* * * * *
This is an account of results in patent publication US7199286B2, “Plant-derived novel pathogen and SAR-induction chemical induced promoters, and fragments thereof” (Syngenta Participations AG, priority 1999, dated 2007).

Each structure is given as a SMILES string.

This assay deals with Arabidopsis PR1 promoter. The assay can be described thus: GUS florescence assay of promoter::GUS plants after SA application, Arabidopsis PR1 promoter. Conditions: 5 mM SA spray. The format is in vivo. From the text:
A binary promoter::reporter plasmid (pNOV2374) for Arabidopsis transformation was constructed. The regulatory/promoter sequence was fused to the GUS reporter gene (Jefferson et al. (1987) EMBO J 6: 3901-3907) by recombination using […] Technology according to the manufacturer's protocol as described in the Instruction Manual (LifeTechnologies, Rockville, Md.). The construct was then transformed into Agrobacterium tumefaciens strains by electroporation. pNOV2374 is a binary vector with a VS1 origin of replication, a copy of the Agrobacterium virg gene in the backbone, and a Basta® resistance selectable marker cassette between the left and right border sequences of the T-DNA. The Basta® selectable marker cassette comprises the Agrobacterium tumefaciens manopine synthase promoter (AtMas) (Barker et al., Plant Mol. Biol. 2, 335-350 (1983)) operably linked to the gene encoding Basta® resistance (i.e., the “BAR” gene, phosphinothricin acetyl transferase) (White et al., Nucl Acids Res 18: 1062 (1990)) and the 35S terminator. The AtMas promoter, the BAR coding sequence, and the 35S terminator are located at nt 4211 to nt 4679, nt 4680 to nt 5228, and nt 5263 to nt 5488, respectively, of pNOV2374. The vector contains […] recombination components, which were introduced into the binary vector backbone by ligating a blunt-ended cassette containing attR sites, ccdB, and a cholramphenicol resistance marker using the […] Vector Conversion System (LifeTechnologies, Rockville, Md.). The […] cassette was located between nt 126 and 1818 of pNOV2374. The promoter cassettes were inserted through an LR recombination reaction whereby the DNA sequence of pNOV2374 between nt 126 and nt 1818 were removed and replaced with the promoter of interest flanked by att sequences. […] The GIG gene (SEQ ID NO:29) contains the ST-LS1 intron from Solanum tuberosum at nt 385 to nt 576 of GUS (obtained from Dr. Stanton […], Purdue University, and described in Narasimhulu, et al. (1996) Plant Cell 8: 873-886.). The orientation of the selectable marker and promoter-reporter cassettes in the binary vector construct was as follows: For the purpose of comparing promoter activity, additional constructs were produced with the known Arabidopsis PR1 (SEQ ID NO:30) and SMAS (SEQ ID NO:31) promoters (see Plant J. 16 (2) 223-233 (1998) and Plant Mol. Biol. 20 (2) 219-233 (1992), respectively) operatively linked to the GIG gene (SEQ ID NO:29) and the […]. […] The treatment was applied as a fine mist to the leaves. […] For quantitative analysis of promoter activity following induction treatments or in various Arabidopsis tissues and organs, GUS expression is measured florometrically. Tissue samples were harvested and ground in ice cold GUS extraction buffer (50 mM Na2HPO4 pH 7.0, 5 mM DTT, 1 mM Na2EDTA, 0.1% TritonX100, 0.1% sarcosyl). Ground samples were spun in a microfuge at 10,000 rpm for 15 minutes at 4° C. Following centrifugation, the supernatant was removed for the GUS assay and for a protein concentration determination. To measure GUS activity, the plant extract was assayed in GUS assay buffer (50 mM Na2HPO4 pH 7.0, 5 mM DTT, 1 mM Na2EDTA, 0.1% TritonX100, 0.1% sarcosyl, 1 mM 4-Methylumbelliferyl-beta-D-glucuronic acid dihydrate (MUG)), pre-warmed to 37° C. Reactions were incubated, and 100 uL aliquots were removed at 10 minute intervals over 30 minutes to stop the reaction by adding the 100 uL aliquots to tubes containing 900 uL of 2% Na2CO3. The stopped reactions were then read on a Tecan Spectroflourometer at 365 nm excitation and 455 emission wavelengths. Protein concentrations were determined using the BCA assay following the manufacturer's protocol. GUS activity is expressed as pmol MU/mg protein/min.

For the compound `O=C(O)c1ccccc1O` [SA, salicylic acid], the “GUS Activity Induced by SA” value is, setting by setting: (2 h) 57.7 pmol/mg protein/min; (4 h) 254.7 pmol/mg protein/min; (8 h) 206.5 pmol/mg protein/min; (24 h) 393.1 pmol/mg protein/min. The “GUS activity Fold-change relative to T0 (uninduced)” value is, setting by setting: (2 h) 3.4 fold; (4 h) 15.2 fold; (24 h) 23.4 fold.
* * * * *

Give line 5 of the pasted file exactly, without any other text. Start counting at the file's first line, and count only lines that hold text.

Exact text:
For the compound `O=C(O)c1ccccc1O` [SA, salicylic acid], the “GUS Activity Induced by SA” value is, setting by setting: (2 h) 57.7 pmol/mg protein/min; (4 h) 254.7 pmol/mg protein/min; (8 h) 206.5 pmol/mg protein/min; (24 h) 393.1 pmol/mg protein/min. The “GUS activity Fold-change relative to T0 (uninduced)” value is, setting by setting: (2 h) 3.4 fold; (4 h) 15.2 fold; (24 h) 23.4 fold.